Q: How should a student prepare to ace the Management Aptitude Test?
A: Generally in any management aptitude / admission test, the basic components assessed are language skill, numerical ability and logical reasoning. This is also true in the case of MAT. It is an objective-type test with multiple answer options. In the normal course where there is no constraint of time, a candidate will be able to solve or attempt correctly many of the questions. However, under the constraint of time and in the context of negative marking, a candidate will have to make a realistic decision as to which questions he could attempt in the first instance.
Then he or she should be able to zero in on the correct answer. The candidate need not necessarily solve all those questions in totality, but should be able to identify the correct option by eliminating the wrong answers. It is therefore necessary for candidates to have adequate practice in attempting such questions under the constraint of time. It means that objective-type questions will have to be practised or attempted within the given time frame. To this end, it is also necessary that there should be absolute clarity of concepts.
Q: What sort of preparation is required?
A: A student has to practise answering objective-type questions with time limitations. The objective of MAT is to test the knowledge application level of candidates with a bachelor degree. However, the level of numerical skills has been kept at the school level as MAT is not an achievement test but an aptitude test. Candidates with general comprehension and intelligence will be able to score well in the test if they practise the answers regularly.
Q: What sort of percentile should a student aim at to get into good colleges?
A: MAT is a standardised test. Subsequent to the test, the scaled scores are made available to the candidates and to the institutes. AIMA does not prescribe cutoff scores for admission to any B-school. Cutoff scores are decided by the individual B-school based on the number of candidates applying to that institute. Many of the popular institutes have a cutoff MAT composite score exceeding 700. The term “popular” has been used based on our observations about the number of candidates opting for a particular institute.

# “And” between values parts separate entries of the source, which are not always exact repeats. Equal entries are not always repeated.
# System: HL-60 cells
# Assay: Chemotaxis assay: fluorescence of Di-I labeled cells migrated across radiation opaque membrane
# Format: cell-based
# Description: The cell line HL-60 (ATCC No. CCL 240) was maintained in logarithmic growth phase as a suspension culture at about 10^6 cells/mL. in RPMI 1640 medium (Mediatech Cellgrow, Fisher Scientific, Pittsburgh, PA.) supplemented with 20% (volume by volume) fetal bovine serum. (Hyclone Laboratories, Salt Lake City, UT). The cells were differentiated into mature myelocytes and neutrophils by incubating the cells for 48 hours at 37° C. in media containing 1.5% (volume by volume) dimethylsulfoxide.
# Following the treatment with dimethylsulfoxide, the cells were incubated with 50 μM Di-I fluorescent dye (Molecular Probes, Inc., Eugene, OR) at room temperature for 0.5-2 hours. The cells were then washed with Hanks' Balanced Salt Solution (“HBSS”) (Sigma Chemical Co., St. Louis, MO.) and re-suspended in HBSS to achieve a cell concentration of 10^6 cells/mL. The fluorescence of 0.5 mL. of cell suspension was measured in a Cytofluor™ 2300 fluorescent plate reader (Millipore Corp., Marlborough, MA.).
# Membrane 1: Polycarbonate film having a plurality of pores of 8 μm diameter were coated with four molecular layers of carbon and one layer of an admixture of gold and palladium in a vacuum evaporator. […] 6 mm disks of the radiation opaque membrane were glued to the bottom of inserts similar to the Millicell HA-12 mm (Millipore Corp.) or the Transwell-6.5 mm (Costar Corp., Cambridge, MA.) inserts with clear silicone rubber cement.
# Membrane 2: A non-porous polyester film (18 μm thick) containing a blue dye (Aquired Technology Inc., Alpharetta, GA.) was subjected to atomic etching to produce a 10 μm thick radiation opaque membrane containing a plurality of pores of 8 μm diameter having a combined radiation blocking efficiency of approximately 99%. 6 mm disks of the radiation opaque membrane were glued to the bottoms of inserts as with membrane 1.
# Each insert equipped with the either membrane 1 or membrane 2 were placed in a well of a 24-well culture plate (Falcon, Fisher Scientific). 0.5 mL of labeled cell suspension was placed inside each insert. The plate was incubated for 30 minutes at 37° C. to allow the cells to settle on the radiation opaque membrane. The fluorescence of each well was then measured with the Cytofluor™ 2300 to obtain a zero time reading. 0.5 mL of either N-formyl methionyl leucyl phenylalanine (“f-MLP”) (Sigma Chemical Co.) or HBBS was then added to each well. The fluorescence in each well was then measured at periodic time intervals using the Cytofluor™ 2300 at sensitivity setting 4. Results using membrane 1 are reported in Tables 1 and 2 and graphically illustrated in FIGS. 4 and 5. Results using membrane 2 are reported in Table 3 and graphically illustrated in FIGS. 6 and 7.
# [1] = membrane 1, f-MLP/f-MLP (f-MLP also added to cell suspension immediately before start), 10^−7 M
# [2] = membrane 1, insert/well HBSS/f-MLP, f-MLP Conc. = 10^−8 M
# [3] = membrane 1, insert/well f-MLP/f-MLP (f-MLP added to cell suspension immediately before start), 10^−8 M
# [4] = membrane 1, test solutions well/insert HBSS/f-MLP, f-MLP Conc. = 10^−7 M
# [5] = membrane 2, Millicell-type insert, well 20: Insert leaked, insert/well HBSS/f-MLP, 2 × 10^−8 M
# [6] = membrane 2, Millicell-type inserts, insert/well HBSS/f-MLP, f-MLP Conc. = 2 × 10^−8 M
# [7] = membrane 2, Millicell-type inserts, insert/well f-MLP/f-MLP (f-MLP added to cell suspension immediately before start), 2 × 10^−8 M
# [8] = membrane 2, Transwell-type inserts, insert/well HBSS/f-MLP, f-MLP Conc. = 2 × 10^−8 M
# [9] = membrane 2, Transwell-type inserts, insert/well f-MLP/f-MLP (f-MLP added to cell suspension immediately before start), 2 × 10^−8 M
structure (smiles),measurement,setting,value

Q: What is the standing of a student who has qualified in the MAT exam vis a vis one who has qualified in the CAT exam?
A: Any test as such does not mean anything until it is accepted for admission by the B-school. CAT is conducted by top institutes like the Indian Institutes of Management. As the entry into IIMs is limited, it gives the impression that CAT is very difficult. It is a matter of supply and demand. Under MAT, the number of seats is quite large as there are 400 participating institutes. Therefore, the probability of getting admission by taking MAT is higher. By design, the MAT score is not to be compared with the scores of other tests. The MAT score cannot be derived from scores of other tests. Differences, if any, among different administrations of MAT are compensated by the statistical process of equating scores. MAT is not intended to be parallel to any other tests offered by other testing agencies.
Q: Is there any limit on the number of attempts at MAT?
A: There is no restriction on the number of attempts.
Q: What subjects should a student concentrate on to do well in MAT?
A: MAT is an objective-type test designed to ascertain the aptitude of the candidates to undergo a postgraduate programme in management. Aptitude is the potential of an individual to perform subsequent to proper training. Therefore, MAT is designed to identify the potential. It has been tested and perfected over two decades. It has five sections, each having 40 questions. Altogether 200 questions are to be attempted in 150 minutes.